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Prime Minister Ryutaro Hashimoto on Wednesday dismissed growing calls in Okinawa Prefecture for the heliport functions of the U.S. Marine base in Futenma to be moved to another country instead of relocated to a planned offshore facility in the prefecture, a government official said.

The official said Hashimoto conveyed his opinions in a meeting with Kosuke Uehara, a Lower House member of the Social Democratic Party from Okinawa Prefecture. “Given the serious changes in the Asian situation, including India’s nuclear tests and the conditions in Indonesia, the United States is expected to react sharply to such an idea,” the official quoted Hashimoto as saying.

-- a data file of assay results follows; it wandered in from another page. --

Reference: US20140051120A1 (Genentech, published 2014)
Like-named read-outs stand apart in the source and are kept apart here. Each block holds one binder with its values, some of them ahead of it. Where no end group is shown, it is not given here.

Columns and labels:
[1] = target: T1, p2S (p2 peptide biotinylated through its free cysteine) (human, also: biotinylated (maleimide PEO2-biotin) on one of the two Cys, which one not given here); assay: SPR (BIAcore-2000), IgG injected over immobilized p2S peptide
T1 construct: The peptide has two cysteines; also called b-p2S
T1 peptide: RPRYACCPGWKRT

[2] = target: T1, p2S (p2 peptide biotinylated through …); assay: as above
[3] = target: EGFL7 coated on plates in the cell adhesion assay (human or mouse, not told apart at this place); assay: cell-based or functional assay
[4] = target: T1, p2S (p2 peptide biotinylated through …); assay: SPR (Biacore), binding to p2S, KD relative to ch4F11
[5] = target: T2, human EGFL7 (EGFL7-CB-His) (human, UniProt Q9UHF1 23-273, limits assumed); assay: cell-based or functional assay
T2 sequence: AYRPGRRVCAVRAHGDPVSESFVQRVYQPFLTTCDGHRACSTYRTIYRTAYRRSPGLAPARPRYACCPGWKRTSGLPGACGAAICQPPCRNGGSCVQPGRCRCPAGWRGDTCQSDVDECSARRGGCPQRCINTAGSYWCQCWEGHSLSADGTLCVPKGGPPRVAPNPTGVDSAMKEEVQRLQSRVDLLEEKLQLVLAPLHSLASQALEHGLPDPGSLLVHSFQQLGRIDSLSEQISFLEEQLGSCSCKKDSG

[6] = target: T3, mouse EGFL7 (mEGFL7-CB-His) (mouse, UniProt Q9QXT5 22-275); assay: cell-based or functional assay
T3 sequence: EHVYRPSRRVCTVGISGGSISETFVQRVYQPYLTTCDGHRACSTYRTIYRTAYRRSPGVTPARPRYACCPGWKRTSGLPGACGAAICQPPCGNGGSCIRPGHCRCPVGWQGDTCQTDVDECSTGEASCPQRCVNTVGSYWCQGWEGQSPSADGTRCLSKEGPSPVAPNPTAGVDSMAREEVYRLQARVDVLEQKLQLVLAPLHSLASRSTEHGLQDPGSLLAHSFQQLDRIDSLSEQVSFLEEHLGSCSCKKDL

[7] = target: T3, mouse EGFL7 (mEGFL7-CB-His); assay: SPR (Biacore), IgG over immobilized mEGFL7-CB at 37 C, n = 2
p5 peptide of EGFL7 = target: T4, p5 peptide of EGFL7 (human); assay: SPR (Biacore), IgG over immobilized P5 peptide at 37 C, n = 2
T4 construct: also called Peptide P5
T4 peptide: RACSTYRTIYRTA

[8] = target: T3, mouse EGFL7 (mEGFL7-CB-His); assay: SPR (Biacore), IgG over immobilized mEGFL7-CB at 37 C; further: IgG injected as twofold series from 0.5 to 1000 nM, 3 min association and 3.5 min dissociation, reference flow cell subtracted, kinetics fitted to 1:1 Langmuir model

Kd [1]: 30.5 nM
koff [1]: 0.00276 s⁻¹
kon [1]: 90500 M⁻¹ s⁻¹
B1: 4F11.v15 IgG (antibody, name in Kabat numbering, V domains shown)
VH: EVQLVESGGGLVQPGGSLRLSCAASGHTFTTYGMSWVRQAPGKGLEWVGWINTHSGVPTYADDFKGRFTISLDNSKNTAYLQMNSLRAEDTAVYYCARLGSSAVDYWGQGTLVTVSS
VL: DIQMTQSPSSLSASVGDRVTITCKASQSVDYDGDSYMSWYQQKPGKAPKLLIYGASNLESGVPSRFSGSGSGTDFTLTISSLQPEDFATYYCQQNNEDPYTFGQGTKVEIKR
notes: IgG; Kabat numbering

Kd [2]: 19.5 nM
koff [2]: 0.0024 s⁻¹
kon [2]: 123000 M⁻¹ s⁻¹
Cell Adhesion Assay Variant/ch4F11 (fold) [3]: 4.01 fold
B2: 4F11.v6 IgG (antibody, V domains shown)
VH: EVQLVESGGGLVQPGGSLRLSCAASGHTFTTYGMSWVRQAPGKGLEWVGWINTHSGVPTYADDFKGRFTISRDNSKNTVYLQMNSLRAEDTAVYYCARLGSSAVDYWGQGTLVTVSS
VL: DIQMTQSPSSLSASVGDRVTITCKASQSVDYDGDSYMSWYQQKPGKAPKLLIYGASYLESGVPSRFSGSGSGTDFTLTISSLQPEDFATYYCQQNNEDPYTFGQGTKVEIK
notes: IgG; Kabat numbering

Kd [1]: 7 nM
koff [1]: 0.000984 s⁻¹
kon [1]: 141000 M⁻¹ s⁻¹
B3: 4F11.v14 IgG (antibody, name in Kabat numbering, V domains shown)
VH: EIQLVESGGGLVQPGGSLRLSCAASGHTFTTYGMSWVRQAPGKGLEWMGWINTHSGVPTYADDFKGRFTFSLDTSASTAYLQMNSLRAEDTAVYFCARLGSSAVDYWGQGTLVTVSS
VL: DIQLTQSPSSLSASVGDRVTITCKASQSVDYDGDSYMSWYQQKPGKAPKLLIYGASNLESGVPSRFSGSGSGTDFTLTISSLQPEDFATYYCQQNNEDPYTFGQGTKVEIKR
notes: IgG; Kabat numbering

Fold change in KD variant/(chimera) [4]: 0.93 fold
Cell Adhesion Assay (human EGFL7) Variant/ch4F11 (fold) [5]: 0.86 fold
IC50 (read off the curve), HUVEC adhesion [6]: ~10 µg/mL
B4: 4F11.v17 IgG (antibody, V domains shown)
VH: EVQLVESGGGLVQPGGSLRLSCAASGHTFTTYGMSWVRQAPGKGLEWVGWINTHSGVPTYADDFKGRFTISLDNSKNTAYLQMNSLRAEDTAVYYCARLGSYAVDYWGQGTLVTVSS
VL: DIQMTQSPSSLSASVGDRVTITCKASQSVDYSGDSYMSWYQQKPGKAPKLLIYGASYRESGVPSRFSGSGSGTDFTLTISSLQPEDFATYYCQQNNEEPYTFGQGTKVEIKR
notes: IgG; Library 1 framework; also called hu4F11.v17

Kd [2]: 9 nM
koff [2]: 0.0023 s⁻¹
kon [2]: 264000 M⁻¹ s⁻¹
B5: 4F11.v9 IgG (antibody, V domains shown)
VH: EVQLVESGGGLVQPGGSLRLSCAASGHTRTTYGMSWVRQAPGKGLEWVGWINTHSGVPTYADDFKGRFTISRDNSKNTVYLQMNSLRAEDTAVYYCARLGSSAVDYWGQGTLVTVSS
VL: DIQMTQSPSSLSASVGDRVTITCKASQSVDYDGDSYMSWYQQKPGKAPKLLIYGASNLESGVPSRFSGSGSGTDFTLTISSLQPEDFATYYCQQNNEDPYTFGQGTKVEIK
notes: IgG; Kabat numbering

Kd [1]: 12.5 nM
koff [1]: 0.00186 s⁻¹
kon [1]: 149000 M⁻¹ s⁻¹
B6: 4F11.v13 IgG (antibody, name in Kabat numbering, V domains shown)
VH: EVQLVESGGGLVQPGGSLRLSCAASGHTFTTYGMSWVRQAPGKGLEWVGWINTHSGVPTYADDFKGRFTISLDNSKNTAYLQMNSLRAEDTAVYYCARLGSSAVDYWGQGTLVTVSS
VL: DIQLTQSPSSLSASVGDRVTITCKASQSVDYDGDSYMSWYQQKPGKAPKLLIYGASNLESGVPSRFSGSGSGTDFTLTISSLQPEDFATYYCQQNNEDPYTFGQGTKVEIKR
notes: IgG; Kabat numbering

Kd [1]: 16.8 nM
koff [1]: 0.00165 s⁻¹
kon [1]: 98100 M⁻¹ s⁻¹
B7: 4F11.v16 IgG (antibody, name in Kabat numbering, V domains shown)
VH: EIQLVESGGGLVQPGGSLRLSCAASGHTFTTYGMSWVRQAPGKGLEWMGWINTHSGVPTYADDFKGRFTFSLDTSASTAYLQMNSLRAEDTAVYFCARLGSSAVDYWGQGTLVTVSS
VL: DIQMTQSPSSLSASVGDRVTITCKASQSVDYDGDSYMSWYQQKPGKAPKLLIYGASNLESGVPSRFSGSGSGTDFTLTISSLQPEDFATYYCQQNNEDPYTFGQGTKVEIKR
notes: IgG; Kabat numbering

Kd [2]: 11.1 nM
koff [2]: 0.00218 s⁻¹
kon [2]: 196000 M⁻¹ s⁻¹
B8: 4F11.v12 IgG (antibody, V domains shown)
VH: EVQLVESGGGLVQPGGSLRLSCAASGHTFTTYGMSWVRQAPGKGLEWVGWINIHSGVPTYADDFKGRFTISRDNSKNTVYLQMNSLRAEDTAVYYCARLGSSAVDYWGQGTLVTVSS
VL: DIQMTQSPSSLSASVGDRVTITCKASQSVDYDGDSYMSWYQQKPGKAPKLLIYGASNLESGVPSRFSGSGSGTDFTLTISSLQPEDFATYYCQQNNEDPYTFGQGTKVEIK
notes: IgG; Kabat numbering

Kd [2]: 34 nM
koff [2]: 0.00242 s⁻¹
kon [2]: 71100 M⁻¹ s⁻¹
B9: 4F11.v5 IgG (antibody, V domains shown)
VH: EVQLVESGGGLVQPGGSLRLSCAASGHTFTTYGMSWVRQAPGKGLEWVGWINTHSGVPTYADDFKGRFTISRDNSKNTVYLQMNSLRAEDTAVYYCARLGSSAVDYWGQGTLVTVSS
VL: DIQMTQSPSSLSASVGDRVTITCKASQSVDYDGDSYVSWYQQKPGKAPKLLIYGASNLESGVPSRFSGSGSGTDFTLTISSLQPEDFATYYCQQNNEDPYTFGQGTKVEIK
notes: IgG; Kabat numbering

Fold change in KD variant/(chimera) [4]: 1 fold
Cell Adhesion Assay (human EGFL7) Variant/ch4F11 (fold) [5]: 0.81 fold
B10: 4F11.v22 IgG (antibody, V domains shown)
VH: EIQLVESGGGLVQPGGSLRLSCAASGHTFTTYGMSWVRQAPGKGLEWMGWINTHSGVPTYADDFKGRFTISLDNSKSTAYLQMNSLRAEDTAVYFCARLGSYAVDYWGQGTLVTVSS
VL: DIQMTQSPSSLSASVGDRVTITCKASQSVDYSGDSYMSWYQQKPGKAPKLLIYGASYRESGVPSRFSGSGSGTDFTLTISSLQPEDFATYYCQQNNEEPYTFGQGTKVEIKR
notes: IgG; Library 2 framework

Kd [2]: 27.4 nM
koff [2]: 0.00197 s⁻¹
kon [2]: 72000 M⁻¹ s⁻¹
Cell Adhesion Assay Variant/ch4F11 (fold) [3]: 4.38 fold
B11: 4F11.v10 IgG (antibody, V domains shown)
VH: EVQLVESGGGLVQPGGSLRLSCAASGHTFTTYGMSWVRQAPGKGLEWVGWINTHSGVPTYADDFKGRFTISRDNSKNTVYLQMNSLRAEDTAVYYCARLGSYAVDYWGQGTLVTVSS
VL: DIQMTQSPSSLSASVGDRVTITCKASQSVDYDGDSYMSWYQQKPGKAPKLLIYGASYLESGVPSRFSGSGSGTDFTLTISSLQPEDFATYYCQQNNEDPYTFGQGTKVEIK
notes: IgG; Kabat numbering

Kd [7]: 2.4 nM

Hashimoto also told Uehara that he is prepared to meet with Okinawa Gov. Masahide Ota “at any time,” the official said. A senior government official had said such a meeting was unlikely until after the House of Councilors elections in July.

Japan and the United States agreed in 1996 to close the Futenma base, which is located in a residential area of Ginowan, in five to seven years on the condition that the heliport’s operations be relocated elsewhere in Okinawa. The return of the Futenma base was the centerpiece of a bilateral agreement that the U.S. give back 21 percent of the land used by its military in Okinawa Prefecture.

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